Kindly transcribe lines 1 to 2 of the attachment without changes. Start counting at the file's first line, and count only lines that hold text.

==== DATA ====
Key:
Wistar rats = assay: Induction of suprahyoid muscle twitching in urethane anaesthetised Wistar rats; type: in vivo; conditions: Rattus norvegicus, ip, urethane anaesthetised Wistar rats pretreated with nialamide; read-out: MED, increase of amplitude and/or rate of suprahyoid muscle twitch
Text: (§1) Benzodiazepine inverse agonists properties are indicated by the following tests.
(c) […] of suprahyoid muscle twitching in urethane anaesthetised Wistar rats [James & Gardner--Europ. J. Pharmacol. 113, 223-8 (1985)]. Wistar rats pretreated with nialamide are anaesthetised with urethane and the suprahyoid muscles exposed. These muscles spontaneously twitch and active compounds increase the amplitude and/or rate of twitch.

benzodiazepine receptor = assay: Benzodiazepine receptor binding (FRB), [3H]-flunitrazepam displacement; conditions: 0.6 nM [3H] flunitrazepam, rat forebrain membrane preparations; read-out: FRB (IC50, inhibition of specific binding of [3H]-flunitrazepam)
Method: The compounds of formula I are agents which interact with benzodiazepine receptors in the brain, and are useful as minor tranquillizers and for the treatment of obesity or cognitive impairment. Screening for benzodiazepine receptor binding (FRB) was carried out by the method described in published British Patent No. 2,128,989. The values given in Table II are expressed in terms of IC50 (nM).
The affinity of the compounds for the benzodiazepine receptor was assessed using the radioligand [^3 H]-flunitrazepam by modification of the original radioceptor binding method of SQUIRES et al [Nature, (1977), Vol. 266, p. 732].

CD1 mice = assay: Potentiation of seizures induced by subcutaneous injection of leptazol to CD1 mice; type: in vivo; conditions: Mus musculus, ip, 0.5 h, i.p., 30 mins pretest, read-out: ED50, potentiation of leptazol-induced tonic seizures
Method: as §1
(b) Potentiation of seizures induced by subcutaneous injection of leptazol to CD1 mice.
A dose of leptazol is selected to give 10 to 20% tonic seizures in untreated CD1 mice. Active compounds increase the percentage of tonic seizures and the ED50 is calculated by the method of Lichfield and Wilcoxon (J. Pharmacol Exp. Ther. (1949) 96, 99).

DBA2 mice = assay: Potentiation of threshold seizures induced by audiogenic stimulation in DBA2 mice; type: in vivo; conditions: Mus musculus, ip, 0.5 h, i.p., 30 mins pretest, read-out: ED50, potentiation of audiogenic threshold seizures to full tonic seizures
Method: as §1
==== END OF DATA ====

Key:
Wistar rats = assay: Induction of suprahyoid muscle twitching in urethane anaesthetised Wistar rats; type: in vivo; conditions: Rattus norvegicus, ip, urethane anaesthetised Wistar rats pretreated with nialamide; read-out: MED, increase of amplitude and/or rate of suprahyoid muscle twitch